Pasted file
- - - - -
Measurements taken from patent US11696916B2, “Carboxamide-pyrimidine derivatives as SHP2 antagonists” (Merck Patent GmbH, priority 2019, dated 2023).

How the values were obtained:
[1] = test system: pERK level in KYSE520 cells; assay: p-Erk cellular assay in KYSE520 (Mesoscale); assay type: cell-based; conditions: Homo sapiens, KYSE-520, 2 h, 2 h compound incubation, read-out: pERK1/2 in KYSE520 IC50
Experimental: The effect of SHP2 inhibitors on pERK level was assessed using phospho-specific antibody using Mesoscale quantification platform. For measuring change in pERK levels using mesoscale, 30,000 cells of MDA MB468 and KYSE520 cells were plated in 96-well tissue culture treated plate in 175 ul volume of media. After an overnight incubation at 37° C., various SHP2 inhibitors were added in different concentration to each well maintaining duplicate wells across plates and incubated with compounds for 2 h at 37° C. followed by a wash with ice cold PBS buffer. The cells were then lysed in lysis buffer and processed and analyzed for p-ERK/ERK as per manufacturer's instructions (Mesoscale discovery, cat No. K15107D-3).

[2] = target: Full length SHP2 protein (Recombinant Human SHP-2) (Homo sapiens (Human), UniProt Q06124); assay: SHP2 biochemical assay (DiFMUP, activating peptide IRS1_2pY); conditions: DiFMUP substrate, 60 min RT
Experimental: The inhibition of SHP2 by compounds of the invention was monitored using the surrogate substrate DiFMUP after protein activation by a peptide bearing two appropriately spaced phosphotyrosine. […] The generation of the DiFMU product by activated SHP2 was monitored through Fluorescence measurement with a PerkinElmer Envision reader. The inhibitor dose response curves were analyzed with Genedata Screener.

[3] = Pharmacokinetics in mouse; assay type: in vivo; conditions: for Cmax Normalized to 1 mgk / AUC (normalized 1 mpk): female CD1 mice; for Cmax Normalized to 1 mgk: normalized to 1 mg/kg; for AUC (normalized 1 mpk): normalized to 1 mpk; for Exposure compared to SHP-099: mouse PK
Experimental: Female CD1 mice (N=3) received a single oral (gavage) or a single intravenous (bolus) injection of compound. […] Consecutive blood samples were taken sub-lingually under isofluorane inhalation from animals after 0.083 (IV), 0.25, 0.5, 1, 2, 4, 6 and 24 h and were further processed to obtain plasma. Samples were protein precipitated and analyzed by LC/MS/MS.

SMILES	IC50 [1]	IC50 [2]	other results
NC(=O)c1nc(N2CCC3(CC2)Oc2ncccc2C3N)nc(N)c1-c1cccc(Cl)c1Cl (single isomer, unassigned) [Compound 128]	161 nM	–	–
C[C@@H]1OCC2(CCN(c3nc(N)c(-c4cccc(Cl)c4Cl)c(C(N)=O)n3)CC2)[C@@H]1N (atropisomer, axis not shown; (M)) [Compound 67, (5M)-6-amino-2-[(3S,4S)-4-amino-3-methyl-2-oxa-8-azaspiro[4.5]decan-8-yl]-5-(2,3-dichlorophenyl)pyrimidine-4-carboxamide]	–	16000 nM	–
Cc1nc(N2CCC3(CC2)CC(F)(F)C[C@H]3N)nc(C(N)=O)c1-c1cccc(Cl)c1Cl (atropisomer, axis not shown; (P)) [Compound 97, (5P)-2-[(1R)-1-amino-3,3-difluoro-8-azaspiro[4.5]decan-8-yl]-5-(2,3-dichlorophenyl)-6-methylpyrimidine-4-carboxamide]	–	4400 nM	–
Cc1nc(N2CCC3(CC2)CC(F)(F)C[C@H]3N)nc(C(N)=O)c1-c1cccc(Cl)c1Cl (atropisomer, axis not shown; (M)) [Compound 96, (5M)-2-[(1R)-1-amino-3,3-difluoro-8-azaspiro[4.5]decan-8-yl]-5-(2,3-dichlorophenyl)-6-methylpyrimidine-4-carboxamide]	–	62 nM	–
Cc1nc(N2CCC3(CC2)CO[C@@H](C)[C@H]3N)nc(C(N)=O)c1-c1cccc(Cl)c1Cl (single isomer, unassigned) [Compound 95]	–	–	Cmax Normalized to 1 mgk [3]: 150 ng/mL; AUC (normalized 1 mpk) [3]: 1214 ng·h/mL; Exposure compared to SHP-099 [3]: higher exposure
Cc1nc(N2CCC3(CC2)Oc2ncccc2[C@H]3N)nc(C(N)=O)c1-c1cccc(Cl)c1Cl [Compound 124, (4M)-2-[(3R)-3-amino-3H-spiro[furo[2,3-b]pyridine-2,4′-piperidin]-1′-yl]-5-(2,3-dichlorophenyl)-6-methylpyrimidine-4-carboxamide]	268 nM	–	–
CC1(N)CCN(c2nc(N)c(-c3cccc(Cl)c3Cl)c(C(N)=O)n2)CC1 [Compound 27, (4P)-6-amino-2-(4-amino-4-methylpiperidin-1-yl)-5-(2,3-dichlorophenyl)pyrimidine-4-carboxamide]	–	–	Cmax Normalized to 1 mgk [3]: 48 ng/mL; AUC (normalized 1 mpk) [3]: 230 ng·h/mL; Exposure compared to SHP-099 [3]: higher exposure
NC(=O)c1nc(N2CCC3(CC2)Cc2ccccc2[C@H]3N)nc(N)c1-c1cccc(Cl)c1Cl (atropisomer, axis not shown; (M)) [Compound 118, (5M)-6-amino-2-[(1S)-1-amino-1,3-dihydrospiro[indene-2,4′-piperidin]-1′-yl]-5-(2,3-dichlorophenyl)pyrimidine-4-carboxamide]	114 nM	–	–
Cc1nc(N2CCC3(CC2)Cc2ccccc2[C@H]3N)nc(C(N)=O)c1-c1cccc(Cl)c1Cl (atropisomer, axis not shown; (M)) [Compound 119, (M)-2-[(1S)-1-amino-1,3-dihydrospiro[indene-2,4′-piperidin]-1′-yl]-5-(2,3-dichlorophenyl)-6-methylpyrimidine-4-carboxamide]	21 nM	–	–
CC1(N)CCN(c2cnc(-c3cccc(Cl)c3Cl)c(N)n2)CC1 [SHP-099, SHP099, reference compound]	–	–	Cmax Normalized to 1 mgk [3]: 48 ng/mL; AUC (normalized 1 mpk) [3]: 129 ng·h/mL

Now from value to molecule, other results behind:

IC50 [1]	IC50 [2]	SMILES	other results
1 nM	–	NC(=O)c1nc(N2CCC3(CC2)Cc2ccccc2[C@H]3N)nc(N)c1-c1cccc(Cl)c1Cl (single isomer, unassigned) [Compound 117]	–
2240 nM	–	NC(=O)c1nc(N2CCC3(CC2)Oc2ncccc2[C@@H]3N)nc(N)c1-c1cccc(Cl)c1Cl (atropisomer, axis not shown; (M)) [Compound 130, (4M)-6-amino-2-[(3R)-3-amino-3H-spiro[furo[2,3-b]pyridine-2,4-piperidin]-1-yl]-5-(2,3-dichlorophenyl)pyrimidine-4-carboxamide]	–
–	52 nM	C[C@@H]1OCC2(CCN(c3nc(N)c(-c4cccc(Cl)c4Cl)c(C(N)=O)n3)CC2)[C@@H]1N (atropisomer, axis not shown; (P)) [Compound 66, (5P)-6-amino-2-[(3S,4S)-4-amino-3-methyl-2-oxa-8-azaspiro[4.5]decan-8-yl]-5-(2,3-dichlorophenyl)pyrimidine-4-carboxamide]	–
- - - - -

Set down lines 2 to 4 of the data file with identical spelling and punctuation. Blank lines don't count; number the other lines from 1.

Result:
How the values were obtained:
[1] = test system: pERK level in KYSE520 cells; assay: p-Erk cellular assay in KYSE520 (Mesoscale); assay type: cell-based; conditions: Homo sapiens, KYSE-520, 2 h, 2 h compound incubation, read-out: pERK1/2 in KYSE520 IC50
Experimental: The effect of SHP2 inhibitors on pERK level was assessed using phospho-specific antibody using Mesoscale quantification platform. For measuring change in pERK levels using mesoscale, 30,000 cells of MDA MB468 and KYSE520 cells were plated in 96-well tissue culture treated plate in 175 ul volume of media. After an overnight incubation at 37° C., various SHP2 inhibitors were added in different concentration to each well maintaining duplicate wells across plates and incubated with compounds for 2 h at 37° C. followed by a wash with ice cold PBS buffer. The cells were then lysed in lysis buffer and processed and analyzed for p-ERK/ERK as per manufacturer's instructions (Mesoscale discovery, cat No. K15107D-3).